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Tuesday Look Ahead: Is Tech Sending a Message?

While Greece is front and center for markets this week, some traders are watching the rally in tech with interest.

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The technology sector was a close tie with energy to be the biggest loser in the month of June, at the end of last week. But by Monday afternoon, energy was left behind, with tech rallying 1.4 percent. The S&P technology sector is now down 5.95 percent, second to energy's 6.95 percent June decline.

Tech was also on the move last week, outperforming the S&P 500's 0.2 percent gain with a half percent improvement. The SOX semiconductor index gained 0.7 percent Monday, and it is down 10 percent for the month of June.

"If you go back a little further, they (tech) were bottoming on a relative basis. I think part of the story is if the macro story gets better, I think you're going to see dollars flow to tech," said James Paulsen, Wells Capital Management chief investment strategist. "Those Japanese (supply chain) distortions are going to disappear. Tech was part of that downdraft and certainly could be part of that updraft."

Monday's tech rally was led in part by Microsoft , which jumped 3.7 percent ahead of its Tuesday announcement of a new version of its Office software that would be accessible via the internet. Nasdaq was also helped by the move, rising 1.3 percent Monday to 2688, on top of last week's 1.4 percent gain. Other tech winners include internet retailer Amazon , up sharply after Morgan Stanley added it to its "best ideas" list and said its sales growth could outperform estimates.

Paulsen said small and mid-size cap techs may be a better place to play a rebound. "I really think if we accelerate in the second half, there'll be a stronger reacceleration in smaller companies," said Paulsen. He said Apple's iPad, while good for Apple , hit some big tech names as customers added i Pads instead of new laptops or desktops.

"The small device that does almost everything well, but a spread sheet, and that has blasted the tech world...I do think there's a transition that's really gone on in the biggest of the big, where Apple really did upset the apple cart there. The upper cap index is dominated by just a few players so you're bet is more company specific among large caps than it would be for small and mid caps," Paulsen said.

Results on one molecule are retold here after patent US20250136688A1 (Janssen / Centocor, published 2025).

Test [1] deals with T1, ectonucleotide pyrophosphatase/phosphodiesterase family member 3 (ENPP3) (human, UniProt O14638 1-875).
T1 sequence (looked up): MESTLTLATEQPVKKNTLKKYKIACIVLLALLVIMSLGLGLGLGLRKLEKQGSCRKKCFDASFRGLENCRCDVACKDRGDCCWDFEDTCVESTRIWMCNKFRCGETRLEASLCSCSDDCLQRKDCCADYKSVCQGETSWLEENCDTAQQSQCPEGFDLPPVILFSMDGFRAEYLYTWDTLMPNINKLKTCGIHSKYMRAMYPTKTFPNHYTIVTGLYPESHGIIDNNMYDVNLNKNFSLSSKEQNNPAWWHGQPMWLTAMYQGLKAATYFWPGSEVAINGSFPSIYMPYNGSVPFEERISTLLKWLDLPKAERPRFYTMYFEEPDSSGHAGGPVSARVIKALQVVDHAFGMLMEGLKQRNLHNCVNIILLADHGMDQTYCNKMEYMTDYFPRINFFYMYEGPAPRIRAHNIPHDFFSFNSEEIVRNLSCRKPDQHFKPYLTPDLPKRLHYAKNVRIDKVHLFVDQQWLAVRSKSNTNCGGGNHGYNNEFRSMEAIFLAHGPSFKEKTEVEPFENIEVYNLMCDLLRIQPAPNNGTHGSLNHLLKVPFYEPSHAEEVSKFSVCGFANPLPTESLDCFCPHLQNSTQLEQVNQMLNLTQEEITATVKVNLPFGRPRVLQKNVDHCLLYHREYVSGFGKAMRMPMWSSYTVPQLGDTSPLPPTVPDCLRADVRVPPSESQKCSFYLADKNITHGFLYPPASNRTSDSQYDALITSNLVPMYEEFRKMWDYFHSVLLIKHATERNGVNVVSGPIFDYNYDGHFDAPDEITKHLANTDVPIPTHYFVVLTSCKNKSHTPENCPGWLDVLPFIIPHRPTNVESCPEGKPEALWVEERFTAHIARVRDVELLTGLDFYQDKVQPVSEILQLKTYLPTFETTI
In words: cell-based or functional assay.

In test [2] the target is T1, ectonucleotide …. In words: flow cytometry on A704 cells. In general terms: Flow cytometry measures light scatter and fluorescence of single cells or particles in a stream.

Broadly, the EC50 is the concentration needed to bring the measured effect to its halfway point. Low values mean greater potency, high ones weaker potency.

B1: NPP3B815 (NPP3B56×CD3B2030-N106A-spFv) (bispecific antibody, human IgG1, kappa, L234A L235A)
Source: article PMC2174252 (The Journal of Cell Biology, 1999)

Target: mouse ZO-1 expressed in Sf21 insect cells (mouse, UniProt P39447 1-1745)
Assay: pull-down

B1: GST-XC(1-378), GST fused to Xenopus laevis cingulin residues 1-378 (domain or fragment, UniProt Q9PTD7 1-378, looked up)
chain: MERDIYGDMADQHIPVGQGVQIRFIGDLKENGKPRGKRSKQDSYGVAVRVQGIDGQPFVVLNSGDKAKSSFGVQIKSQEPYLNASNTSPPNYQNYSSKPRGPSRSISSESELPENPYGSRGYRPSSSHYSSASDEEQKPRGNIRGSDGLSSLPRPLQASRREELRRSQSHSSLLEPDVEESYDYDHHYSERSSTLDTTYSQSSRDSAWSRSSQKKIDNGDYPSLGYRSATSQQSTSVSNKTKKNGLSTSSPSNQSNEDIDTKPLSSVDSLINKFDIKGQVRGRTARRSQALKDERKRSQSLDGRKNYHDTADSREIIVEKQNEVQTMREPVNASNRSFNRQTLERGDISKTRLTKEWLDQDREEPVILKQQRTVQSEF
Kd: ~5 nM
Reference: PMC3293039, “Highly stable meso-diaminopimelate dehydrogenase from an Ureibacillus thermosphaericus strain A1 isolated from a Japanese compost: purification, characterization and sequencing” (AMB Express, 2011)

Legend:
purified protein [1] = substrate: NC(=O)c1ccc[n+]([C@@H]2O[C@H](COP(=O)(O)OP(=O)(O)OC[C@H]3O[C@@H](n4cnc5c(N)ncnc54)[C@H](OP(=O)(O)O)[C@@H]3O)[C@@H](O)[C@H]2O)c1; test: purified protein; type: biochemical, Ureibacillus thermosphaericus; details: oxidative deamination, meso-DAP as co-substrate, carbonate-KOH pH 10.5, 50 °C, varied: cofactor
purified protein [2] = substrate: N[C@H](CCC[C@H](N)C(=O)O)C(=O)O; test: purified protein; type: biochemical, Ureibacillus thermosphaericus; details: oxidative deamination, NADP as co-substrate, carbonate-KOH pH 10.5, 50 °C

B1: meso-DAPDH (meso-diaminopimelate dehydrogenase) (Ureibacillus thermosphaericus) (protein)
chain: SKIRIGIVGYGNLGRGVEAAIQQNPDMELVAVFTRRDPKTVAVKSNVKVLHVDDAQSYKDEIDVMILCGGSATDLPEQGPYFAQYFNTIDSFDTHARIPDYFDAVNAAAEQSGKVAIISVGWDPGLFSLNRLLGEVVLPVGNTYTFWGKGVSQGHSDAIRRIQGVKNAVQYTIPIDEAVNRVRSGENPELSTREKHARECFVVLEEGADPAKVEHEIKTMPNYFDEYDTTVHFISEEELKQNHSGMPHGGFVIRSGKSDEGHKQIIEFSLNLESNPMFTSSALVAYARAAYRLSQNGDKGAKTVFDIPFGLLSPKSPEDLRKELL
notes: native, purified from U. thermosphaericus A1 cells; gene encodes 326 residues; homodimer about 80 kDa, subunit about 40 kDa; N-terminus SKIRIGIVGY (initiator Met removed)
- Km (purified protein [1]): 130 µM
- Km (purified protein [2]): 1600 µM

"I don't know if the stock market stays in the doldrums in July and August or it's going to start to pick up now. I've got to believe if we have a reacceleration in macro growth that tech is going to lead this time," he said.

Greek Drama

The Dow vaulted 108 points or 0.9 percent Monday to 12,043, and the S&P 500 rallied by 11 points to 1,280. Financial shares gained 1.1 percent after global bank regulators said banks need to increase reserves by 2.5 percent, less The euro also jumped as investors became more assured Greece would get its funding. The Greek parliament votes on a new budget and austerity plan Wednesday. There also appeared to be progress Monday to involve the private sector when French President Nicolas Sarkozy confirmed that French banks agreed to roll over Greek debt.

"Everyone is so set on the Greek issues that the U.S. data is taking a back seat," said John Canally, economic strategist at LPL Financial. "Once that's settled, they'll focus back on the soft spot, and we still think there's a couple more weeks of weak data and then you'll start to get the rebound in July."

Tuesday's data includes S&P/Case Shiller home price data at 9 a.m. ET, and economists are expecting a 3.9 percent decline. Consumer confidence is released at 10 a.m. There is a $35 billion 5-year note auction at 1 p.m.

The IMF may also name a new leader as early as Tuesday, and French Finance Minister Christine LaGarde is expected to get the position.

But Greece will remain center stage, as national unions called strikes for Tuesday and Wednesday as the parliament debates the austerity measures, required by the IMF and EU.

"It's all about Greece and the contagion effect. If it gets resolved, then that's great. I think the (U.S.) ISM (manufacturing data could come pretty close to 50, and that's further reminder that 'my goodness! This is getting pretty serious here,'" said Canally. "But all of this is going to reverse, and you're going to see a big increase in auto production; Japan's coming back on line and gasoline prices are falling and will continue to fall."

Other hurdles for stocks include the U.S. debt ceiling debate and quarterly earnings, which start with Alcoa's release next week. Canally said some of the comments could be negative. "If you're a company that didn't execute on your sales plan for the quarter, you have a laundry list of things you could blame.. I still think earnings expectations are too high for the second half."

Questions? Comments? Email us at marketinsider@cnbc.com

  • Patti Domm

    Patti Domm is CNBC Executive Editor, News, responsible for news coverage of the markets and economy.

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